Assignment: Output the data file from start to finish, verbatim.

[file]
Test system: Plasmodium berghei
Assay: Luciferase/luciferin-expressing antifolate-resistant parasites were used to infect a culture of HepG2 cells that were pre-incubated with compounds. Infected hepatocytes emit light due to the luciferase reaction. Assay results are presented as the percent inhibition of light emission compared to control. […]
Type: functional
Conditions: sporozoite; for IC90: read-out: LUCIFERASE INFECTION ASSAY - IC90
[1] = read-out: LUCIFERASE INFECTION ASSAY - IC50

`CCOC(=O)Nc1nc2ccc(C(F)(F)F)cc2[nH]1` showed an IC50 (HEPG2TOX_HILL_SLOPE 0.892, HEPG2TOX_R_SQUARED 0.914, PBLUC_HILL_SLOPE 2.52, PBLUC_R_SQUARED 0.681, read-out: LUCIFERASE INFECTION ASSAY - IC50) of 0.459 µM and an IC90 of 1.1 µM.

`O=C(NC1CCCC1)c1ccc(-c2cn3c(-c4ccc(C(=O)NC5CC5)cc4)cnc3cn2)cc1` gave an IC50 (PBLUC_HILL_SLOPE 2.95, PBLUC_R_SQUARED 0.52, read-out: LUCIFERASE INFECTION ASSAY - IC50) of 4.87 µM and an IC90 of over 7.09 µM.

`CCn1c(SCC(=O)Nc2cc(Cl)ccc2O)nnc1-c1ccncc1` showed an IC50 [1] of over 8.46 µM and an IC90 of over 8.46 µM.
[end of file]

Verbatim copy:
Test system: Plasmodium berghei
Assay: Luciferase/luciferin-expressing antifolate-resistant parasites were used to infect a culture of HepG2 cells that were pre-incubated with compounds. Infected hepatocytes emit light due to the luciferase reaction. Assay results are presented as the percent inhibition of light emission compared to control. […]
Type: functional
Conditions: sporozoite; for IC90: read-out: LUCIFERASE INFECTION ASSAY - IC90
[1] = read-out: LUCIFERASE INFECTION ASSAY - IC50

`CCOC(=O)Nc1nc2ccc(C(F)(F)F)cc2[nH]1` showed an IC50 (HEPG2TOX_HILL_SLOPE 0.892, HEPG2TOX_R_SQUARED 0.914, PBLUC_HILL_SLOPE 2.52, PBLUC_R_SQUARED 0.681, read-out: LUCIFERASE INFECTION ASSAY - IC50) of 0.459 µM and an IC90 of 1.1 µM.

`O=C(NC1CCCC1)c1ccc(-c2cn3c(-c4ccc(C(=O)NC5CC5)cc4)cnc3cn2)cc1` gave an IC50 (PBLUC_HILL_SLOPE 2.95, PBLUC_R_SQUARED 0.52, read-out: LUCIFERASE INFECTION ASSAY - IC50) of 4.87 µM and an IC90 of over 7.09 µM.

`CCn1c(SCC(=O)Nc2cc(Cl)ccc2O)nnc1-c1ccncc1` showed an IC50 [1] of over 8.46 µM and an IC90 of over 8.46 µM.